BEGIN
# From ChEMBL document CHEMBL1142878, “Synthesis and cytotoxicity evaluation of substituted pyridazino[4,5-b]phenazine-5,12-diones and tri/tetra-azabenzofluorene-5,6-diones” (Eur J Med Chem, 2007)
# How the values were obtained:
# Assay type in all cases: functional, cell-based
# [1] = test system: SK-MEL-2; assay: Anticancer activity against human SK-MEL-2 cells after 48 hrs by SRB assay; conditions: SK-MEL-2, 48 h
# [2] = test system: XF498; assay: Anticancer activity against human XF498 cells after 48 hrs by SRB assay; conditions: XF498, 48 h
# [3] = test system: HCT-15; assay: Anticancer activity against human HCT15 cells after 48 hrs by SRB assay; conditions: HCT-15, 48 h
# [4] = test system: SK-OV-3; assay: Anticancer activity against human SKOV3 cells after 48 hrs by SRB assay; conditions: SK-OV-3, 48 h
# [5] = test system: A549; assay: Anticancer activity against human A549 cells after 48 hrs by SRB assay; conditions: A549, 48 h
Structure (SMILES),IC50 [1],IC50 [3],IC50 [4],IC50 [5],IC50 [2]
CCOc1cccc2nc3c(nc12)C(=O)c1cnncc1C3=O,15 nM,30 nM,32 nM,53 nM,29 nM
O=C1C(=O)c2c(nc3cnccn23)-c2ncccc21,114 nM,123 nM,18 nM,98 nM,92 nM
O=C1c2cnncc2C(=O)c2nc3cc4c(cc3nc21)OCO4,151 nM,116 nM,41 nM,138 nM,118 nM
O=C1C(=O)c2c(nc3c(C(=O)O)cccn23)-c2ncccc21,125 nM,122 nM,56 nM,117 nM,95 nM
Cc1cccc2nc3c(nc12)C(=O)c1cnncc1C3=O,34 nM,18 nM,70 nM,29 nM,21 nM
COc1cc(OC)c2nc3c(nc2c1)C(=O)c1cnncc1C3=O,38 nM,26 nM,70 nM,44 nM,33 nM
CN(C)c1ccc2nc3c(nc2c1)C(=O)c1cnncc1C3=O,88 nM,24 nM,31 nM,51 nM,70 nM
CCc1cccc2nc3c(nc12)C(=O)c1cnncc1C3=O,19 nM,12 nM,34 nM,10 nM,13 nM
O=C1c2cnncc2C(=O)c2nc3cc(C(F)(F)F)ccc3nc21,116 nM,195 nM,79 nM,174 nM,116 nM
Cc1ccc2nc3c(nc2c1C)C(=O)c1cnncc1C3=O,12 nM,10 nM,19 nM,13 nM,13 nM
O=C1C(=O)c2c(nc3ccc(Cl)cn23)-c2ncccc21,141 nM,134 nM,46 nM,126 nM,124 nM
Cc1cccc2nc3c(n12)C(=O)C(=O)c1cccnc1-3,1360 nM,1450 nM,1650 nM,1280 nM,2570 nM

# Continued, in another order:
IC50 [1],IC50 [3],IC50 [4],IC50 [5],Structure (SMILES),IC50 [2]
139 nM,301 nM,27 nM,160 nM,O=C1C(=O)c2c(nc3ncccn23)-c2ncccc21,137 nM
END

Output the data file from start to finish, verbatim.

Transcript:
# From ChEMBL document CHEMBL1142878, “Synthesis and cytotoxicity evaluation of substituted pyridazino[4,5-b]phenazine-5,12-diones and tri/tetra-azabenzofluorene-5,6-diones” (Eur J Med Chem, 2007)
# How the values were obtained:
# Assay type in all cases: functional, cell-based
# [1] = test system: SK-MEL-2; assay: Anticancer activity against human SK-MEL-2 cells after 48 hrs by SRB assay; conditions: SK-MEL-2, 48 h
# [2] = test system: XF498; assay: Anticancer activity against human XF498 cells after 48 hrs by SRB assay; conditions: XF498, 48 h
# [3] = test system: HCT-15; assay: Anticancer activity against human HCT15 cells after 48 hrs by SRB assay; conditions: HCT-15, 48 h
# [4] = test system: SK-OV-3; assay: Anticancer activity against human SKOV3 cells after 48 hrs by SRB assay; conditions: SK-OV-3, 48 h
# [5] = test system: A549; assay: Anticancer activity against human A549 cells after 48 hrs by SRB assay; conditions: A549, 48 h
Structure (SMILES),IC50 [1],IC50 [3],IC50 [4],IC50 [5],IC50 [2]
CCOc1cccc2nc3c(nc12)C(=O)c1cnncc1C3=O,15 nM,30 nM,32 nM,53 nM,29 nM
O=C1C(=O)c2c(nc3cnccn23)-c2ncccc21,114 nM,123 nM,18 nM,98 nM,92 nM
O=C1c2cnncc2C(=O)c2nc3cc4c(cc3nc21)OCO4,151 nM,116 nM,41 nM,138 nM,118 nM
O=C1C(=O)c2c(nc3c(C(=O)O)cccn23)-c2ncccc21,125 nM,122 nM,56 nM,117 nM,95 nM
Cc1cccc2nc3c(nc12)C(=O)c1cnncc1C3=O,34 nM,18 nM,70 nM,29 nM,21 nM
COc1cc(OC)c2nc3c(nc2c1)C(=O)c1cnncc1C3=O,38 nM,26 nM,70 nM,44 nM,33 nM
CN(C)c1ccc2nc3c(nc2c1)C(=O)c1cnncc1C3=O,88 nM,24 nM,31 nM,51 nM,70 nM
CCc1cccc2nc3c(nc12)C(=O)c1cnncc1C3=O,19 nM,12 nM,34 nM,10 nM,13 nM
O=C1c2cnncc2C(=O)c2nc3cc(C(F)(F)F)ccc3nc21,116 nM,195 nM,79 nM,174 nM,116 nM
Cc1ccc2nc3c(nc2c1C)C(=O)c1cnncc1C3=O,12 nM,10 nM,19 nM,13 nM,13 nM
O=C1C(=O)c2c(nc3ccc(Cl)cn23)-c2ncccc21,141 nM,134 nM,46 nM,126 nM,124 nM
Cc1cccc2nc3c(n12)C(=O)C(=O)c1cccnc1-3,1360 nM,1450 nM,1650 nM,1280 nM,2570 nM

# Continued, in another order:
IC50 [1],IC50 [3],IC50 [4],IC50 [5],Structure (SMILES),IC50 [2]
139 nM,301 nM,27 nM,160 nM,O=C1C(=O)c2c(nc3ncccn23)-c2ncccc21,137 nM